Towards the end, I asked her to speed up one more time for me, and she broke into a lovely trot. We halted at the far wall, turned around, and had started walking back when an army of demons began pounding on the roof with their knives. Or possibly it started raining on the tin roof, but from Dixie's reaction you'd think it was the former. She started to bolt but decided to just trot very fast back to the arena gate. I was proud of both of us - her, for trotting and stopping, and me, for not snatching the reins or getting unbalanced. I got off and led her outside, where she spooked at the rain and danced around like a fool for a couple minutes. Eventually she realized that the scary noise wasn't going to hurt her, so we went back inside, I got back on for one more lap at a walk, and we were done.

We'd both done our best, and we'd made real concrete progress on our own. Yay us!

My quads feel like I have been stabbed. No fuckin cardio today, no way. Lifting weights every other day is obviously a big enough challenge for me, and I don't want to risk being SO sore I can't ride. Maybe next week when I start to get in the swing of this I'll add cardio.

DiJ, Andrea, make a fitness blog and name it "Catchy Title Goes Here" for all I care! ;)

Monday, April 20, 2009

Weights, round two!

I thought about doing cardio yesterday, but I was SO sore from Saturday's weights and I didn't want to make it any harder to do squats today than it needs to be. My new plan is to do cardio the day after my squat days, and obviously not so much that I can't swing a leg up on my horse.

Today's exercises were squats, bench presses, and pull ups. I know that I'm entirely too wussy to attempt a pull-up, so I'm substituting lat pull downs for them til I can pull down about 150.

I started out with some yoga stretches (I should take a couple classes again and re-learn the moves!) and 5 minutes of cardio. Then, on to the weights!

Here's the animated gif of a squat. I also reviewed the helpful little videos at stumptuous. My sets today were 0/15/20, with the 0 weight just holding a broomstick. (Yes, my gym has broomsticks; I was kind of surprised.) You can hurt yourself pretty badly squatting poorly, but it's a great exercise if you do it right! After TWENTY WHOLE POUNDS, my legs were all quivery.

I'm not super at bench presses, either, so I'm sticking with dumb bells for the time being. A full size weight bar weighs 40 or 50 lbs, and you add 10 lbs of weight at a time, so I need to be doing 50/60/70 pretty comfortably before I try the bar. Cause, you know, how embarrassing to drop the bar on my chest and die. The only thing about barbells is that my gym doesn't have 25 lb weights, so I did 40/60/40. Had to drop back to 40 for the last set because I only managed 7 reps at 60 lbs. Whew.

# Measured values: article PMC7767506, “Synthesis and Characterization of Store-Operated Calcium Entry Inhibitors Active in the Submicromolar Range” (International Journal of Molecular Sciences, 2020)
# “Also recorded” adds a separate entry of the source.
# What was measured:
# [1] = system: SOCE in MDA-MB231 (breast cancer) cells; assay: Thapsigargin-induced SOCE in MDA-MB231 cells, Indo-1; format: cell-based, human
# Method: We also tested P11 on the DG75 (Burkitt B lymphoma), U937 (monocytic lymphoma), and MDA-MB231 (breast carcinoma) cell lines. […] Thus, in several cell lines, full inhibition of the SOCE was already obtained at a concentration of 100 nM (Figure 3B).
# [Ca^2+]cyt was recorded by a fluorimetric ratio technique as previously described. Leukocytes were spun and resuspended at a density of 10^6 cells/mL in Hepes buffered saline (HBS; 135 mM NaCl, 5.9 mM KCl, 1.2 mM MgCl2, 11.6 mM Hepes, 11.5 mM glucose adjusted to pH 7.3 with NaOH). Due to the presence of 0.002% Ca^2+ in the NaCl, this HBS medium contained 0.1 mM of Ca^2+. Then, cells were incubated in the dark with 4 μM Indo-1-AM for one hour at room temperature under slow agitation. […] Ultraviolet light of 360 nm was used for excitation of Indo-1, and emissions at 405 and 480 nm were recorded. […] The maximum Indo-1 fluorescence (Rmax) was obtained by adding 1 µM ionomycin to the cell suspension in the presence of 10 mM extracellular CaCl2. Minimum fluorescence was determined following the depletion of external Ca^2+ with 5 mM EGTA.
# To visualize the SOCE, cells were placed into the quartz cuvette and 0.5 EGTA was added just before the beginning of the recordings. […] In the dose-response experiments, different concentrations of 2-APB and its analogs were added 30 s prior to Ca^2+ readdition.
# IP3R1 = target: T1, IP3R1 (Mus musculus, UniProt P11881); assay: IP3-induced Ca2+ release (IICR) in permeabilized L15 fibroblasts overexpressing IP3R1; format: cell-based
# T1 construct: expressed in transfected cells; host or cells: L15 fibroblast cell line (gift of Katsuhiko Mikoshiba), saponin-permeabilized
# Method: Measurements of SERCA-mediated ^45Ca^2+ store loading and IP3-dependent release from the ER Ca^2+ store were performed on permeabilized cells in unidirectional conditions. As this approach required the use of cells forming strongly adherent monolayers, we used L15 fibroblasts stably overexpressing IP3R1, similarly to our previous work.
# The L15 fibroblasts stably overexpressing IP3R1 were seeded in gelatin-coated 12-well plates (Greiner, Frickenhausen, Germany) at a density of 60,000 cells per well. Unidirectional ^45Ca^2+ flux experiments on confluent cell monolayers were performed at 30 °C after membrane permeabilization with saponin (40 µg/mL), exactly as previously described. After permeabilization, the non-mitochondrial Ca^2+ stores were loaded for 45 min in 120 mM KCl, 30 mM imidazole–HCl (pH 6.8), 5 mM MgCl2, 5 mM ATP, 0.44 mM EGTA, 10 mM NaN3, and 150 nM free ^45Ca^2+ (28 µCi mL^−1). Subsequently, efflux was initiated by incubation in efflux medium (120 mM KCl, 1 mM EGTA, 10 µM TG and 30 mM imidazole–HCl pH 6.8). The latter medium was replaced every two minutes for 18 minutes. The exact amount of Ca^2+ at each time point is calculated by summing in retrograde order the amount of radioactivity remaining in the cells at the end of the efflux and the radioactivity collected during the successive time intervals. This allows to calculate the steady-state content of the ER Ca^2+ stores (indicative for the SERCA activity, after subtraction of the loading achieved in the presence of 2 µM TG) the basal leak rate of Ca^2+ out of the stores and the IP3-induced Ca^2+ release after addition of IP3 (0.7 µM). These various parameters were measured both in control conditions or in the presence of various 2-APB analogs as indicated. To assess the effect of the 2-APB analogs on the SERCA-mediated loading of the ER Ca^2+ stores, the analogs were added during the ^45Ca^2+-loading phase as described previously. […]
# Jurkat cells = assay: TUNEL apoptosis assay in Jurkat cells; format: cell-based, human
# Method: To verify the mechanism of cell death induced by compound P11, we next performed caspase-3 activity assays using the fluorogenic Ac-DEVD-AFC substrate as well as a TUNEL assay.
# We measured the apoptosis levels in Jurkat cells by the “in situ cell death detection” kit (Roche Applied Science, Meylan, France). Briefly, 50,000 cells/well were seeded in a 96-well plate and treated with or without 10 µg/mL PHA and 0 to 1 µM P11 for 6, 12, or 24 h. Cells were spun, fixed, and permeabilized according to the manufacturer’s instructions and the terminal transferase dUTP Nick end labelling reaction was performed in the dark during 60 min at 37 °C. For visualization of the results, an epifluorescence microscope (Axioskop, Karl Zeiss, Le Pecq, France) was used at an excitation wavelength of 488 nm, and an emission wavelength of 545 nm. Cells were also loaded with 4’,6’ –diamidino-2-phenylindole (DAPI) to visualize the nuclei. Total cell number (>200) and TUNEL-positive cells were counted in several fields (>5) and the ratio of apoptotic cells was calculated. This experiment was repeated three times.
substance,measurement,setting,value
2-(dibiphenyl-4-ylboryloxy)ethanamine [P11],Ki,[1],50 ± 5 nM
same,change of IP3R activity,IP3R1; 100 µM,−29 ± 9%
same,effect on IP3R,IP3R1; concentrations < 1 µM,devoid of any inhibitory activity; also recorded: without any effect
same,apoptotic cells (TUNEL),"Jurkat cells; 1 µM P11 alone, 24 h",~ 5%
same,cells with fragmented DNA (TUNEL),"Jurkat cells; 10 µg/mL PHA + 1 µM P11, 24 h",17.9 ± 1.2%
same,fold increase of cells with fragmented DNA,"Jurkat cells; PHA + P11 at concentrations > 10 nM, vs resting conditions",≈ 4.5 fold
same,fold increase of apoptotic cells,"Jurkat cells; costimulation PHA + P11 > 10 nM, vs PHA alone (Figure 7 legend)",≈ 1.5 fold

I really pleasantly surprised myself with the lat pull machine. I figured I'd suck, so I tried one rep at 30. Could've done it one-handed. One rep at 40 - still way too easy. Ended up doing my full group at 50/60/70 - and then I squeezed out another 5 reps at 80! Next time I'll definitely do 60/70/80 and it'll be a challenge.

Back on track

Dixie and I are doing pretty good again!

Yesterday, I felt about 80% confident and balanced. And I spent most of the hour working on the reins - she can't snatch them out of my hands every time I pick them up, but she's also snatching because I am too hard and/or yanking. So I worked on holding onto those baby birds, just very gently keeping very light contact and squeezing to cue. She blew me off a couple times, and that's when I pulled. If I have to pay attention to what she's communicating, she has to pay attention right back! By the end of the ride, she had quit yanking entirely and was actually letting me have very light contact.

For our fast work, she... trotted. I was rather confused, and so was she - she was obviously a little worried that I was going to smack her in the head.

Today was another good day, much like yesterday! We rode around for about 20 minutes, coming to an agreement about how much contact would be acceptable. Then I had a Flash of Genius (read: a "D'oh" moment) and set up four cones in a rough 15 meter circle. Well, it was 14 long paces across, so I'm assuming it was between 15-20 meters. See, I'm horrible at circles and so is she, and I figured a visual reference would help both of us. It did. We had some nice bending on a couple of quarter-circles in each direction, and then we got one half-circle of good work to the left. Woo!

I was braver again today, and asked her to speed up three separate times. She gave me a rack the first time, then a trot twice. I am definitely confused.

Saturday, April 18, 2009

Spaghetti arms

Short and sweet: I went to the gym. I am a wuss, but I am a wuss with spirit and strength of will.

I'm doing a lifting plan called a Stripped 5x5, except I'm doing the 3x8 variant because for some reason that's more popular with women who are starting out. It's a good solid base for several months at least, then you'll gradually plateau and/or get bored and switch to something else.